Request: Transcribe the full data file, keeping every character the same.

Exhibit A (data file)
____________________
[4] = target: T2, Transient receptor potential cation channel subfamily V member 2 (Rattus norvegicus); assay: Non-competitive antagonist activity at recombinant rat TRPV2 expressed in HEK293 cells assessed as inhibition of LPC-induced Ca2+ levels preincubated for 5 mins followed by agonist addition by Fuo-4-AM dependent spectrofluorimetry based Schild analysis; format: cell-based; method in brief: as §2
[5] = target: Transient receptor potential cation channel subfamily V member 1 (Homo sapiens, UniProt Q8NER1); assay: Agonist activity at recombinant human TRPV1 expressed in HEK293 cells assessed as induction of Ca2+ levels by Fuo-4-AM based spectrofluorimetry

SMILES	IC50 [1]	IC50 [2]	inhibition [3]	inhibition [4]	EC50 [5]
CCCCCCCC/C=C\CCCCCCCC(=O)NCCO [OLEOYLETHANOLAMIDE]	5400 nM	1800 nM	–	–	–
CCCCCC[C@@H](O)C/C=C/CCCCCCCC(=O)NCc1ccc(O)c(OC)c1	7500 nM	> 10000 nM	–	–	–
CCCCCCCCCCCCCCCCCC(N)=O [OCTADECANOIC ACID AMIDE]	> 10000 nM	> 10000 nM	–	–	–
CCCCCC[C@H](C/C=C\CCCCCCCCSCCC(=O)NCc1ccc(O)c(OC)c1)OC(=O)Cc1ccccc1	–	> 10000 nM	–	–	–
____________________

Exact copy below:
[4] = target: T2, Transient receptor potential cation channel subfamily V member 2 (Rattus norvegicus); assay: Non-competitive antagonist activity at recombinant rat TRPV2 expressed in HEK293 cells assessed as inhibition of LPC-induced Ca2+ levels preincubated for 5 mins followed by agonist addition by Fuo-4-AM dependent spectrofluorimetry based Schild analysis; format: cell-based; method in brief: as §2
[5] = target: Transient receptor potential cation channel subfamily V member 1 (Homo sapiens, UniProt Q8NER1); assay: Agonist activity at recombinant human TRPV1 expressed in HEK293 cells assessed as induction of Ca2+ levels by Fuo-4-AM based spectrofluorimetry

SMILES	IC50 [1]	IC50 [2]	inhibition [3]	inhibition [4]	EC50 [5]
CCCCCCCC/C=C\CCCCCCCC(=O)NCCO [OLEOYLETHANOLAMIDE]	5400 nM	1800 nM	–	–	–
CCCCCC[C@@H](O)C/C=C/CCCCCCCC(=O)NCc1ccc(O)c(OC)c1	7500 nM	> 10000 nM	–	–	–
CCCCCCCCCCCCCCCCCC(N)=O [OCTADECANOIC ACID AMIDE]	> 10000 nM	> 10000 nM	–	–	–
CCCCCC[C@H](C/C=C\CCCCCCCCSCCC(=O)NCc1ccc(O)c(OC)c1)OC(=O)Cc1ccccc1	–	> 10000 nM	–	–	–